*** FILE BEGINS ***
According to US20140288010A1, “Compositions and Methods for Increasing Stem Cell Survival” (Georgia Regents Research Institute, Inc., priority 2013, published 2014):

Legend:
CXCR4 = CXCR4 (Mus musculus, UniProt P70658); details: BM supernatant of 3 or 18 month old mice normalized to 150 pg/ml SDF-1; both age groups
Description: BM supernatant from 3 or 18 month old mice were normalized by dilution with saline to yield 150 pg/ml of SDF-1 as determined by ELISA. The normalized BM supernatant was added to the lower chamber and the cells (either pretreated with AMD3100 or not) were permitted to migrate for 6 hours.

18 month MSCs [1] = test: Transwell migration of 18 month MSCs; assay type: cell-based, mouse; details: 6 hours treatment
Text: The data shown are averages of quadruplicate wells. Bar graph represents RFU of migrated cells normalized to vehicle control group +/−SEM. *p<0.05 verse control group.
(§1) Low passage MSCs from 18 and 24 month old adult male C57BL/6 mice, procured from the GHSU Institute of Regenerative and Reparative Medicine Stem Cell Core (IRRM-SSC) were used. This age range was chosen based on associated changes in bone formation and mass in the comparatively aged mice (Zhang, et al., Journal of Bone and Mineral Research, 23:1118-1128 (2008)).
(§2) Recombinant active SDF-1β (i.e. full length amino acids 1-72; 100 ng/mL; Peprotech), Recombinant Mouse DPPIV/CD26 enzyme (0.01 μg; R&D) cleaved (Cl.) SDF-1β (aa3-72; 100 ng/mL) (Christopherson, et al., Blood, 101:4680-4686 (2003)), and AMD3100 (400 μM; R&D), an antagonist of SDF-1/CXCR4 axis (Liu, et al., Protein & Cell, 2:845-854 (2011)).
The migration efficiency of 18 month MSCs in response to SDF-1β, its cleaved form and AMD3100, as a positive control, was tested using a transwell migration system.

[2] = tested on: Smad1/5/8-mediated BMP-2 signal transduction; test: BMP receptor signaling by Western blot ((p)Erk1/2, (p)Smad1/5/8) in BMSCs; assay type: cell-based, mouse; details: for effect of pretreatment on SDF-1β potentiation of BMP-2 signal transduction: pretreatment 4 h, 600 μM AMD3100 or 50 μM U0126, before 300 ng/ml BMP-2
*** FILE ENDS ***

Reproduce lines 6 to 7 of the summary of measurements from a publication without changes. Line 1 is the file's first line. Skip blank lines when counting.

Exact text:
Text: The data shown are averages of quadruplicate wells. Bar graph represents RFU of migrated cells normalized to vehicle control group +/−SEM. *p<0.05 verse control group.
(§1) Low passage MSCs from 18 and 24 month old adult male C57BL/6 mice, procured from the GHSU Institute of Regenerative and Reparative Medicine Stem Cell Core (IRRM-SSC) were used. This age range was chosen based on associated changes in bone formation and mass in the comparatively aged mice (Zhang, et al., Journal of Bone and Mineral Research, 23:1118-1128 (2008)).